How a Cucamonga Peak hiker survived a 200-foot fall from an icy trail
The last thing Ruth Woroniecki remembers before waking up bleeding on the snow, surrounded by a group of worried hikers, is telling herself to focus on the slippery trail at her feet.
It was a sunny and clear Christmas Eve morning, and Woroniecki was hiking the San Gabriel Mountains. She’d summited Cucamonga Peak, one of Los Angeles’ most popular mountaintops, which rises more than 8,000 feet, when she came upon an icy switchback on her descent. “I did not have traction,” Woroniecki, 40, said. She put her phone and headphones away and gripped her hiking sticks.
“I wasn’t in ‘enjoy hike’ mode anymore,” she said. Her heart beat faster as she told herself to concentrate on her footing.
“That is my last memory before coming to,” Woroniecki said during a recent video call.
Woroniecki slipped and fell nearly 200 feet down the trail before slamming against a tree that broke her fall, narrowly averting a fate that has struck a number of hikers in Southern California this winter. Only two weeks after Woroniecki’s fall, veteran hiker Crystal Paula Gonzalez fell 500 feet to her death on the icy trail on nearby Mt. Baldy, where search-and-rescue teams haveresponded to at least 14 calls for help since Christmas. Several hikers have died, and others have gone missing. A recent series of storms have increased the risks facing mountaineers.
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Though Woroniecki survived, her recovery is just beginning.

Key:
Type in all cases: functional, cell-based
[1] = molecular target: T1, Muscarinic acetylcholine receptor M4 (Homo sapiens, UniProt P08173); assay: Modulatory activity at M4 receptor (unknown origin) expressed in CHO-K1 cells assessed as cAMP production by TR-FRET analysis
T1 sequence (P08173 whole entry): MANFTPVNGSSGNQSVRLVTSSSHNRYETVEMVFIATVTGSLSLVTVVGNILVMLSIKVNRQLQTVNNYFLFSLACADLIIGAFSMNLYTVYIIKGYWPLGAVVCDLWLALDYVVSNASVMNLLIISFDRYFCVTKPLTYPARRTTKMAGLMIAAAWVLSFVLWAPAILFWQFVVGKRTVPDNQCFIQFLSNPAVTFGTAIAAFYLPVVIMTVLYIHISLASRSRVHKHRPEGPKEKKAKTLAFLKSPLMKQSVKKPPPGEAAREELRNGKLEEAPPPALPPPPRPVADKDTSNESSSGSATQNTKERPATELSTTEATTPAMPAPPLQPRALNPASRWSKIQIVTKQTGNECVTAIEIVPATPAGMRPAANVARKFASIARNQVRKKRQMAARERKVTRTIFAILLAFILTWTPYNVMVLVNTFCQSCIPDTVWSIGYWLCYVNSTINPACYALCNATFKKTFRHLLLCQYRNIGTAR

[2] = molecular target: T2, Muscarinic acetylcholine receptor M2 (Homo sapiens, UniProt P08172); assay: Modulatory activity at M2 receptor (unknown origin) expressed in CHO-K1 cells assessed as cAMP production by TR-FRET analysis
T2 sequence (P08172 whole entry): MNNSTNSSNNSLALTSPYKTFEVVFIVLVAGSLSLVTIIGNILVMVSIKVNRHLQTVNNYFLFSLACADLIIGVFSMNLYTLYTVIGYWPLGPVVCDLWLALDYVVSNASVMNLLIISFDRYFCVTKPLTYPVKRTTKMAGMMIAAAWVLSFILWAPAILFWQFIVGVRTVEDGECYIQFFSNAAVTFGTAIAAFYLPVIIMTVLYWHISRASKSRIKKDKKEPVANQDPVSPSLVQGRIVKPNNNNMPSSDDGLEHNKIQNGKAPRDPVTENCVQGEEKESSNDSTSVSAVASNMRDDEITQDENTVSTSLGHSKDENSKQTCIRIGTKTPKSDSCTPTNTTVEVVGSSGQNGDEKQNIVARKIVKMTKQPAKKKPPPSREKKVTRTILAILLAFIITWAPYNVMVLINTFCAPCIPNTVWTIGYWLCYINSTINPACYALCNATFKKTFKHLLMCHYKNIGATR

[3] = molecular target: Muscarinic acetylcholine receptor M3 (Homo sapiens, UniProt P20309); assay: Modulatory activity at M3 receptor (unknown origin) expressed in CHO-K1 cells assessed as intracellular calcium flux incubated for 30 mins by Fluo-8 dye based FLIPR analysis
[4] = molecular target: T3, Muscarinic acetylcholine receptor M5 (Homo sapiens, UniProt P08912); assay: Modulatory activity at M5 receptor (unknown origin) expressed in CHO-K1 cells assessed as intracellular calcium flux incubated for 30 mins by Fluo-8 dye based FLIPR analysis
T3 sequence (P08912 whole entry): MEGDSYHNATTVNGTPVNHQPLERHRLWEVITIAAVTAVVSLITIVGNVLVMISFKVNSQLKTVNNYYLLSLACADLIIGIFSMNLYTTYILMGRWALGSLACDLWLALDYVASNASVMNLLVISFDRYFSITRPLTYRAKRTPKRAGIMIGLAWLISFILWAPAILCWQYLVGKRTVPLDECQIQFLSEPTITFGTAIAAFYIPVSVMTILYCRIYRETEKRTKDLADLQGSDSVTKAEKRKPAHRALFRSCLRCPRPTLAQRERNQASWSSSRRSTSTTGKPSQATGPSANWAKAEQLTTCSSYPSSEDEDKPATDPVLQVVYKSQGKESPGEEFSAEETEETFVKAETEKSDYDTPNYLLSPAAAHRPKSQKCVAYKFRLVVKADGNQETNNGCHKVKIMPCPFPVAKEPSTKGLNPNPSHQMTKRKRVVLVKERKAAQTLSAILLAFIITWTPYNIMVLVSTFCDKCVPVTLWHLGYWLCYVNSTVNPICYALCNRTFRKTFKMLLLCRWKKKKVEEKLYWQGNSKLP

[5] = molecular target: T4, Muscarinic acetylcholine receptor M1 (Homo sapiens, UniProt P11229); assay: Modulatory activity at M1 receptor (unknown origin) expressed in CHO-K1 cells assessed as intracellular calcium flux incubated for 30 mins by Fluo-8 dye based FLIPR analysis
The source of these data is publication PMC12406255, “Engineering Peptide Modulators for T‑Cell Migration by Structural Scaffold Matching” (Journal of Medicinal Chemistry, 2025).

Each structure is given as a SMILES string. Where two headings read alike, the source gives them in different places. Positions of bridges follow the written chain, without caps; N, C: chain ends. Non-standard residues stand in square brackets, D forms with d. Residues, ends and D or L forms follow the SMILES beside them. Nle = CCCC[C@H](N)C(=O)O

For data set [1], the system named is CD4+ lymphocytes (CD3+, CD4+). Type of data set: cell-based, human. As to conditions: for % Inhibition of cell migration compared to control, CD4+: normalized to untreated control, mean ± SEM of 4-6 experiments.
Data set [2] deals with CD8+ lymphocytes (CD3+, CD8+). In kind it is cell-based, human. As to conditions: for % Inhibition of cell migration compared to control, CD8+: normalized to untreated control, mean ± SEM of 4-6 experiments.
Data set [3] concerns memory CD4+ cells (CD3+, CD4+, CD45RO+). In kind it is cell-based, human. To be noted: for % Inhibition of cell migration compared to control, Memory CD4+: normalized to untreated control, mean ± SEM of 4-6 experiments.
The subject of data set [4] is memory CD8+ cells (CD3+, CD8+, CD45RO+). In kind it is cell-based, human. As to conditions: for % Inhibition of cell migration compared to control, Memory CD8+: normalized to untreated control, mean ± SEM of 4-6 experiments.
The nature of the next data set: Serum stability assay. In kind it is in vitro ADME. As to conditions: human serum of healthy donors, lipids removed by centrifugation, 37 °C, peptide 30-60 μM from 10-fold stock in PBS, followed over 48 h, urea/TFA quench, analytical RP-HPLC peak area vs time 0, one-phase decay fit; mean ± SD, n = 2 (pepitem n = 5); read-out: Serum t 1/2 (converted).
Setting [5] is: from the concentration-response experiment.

Woroniecki, who often works as a server in Las Vegas, arrived in California after Thanksgiving on a service trip with her parents and siblings, visiting prisons and doing outreach on skid row. On this morning, she had a choice between a 20-mile run and a hike.
“I had my running shoes next to my hiking boots,” Woroniecki said. “I picked the hike.”
She left the family’s campground in Lytle Creek around 6 a.m. with her backpack, hiking sticks, phone and water. Growing up in Colorado, Woroniecki spent her life hiking, with family and on her own.
She told her family she’d be home in time to watch the Dallas Cowboys, one of her father’s favorite teams, play the Philadelphia Eagles at 1:30 p.m.
The day was perfect: uninterrupted swaths of blue stretched overhead, a warm morning sun, a trail slicing through forests, the smell of pine needles mixing with the desert air. Woroniecki listened to Irish tunes, oldies and songs her father made.
Woroniecki, for whom prayer and Jesus are the bedrock of her life, said she saw and felt her Creator everywhere.
She made it to the Icehouse Saddle, where the trail leads to the summit, about 8:30 a.m. She texted her family, sent them photos and let them know she would linger longer. She still planned to be home at kickoff.
Woroniecki arrived at the summit of Cucamonga Peak between 9 and 9:30 a.m., where she sat for about 25 minutes before trekking back, along a series of switchbacks. Snow had been piling up on mountaintops across Southern California, and Cucamonga was no exception. Woroniecki said it was ankle-deep at certain points along the hike.
For Woroniecki, there is only before and after the fall.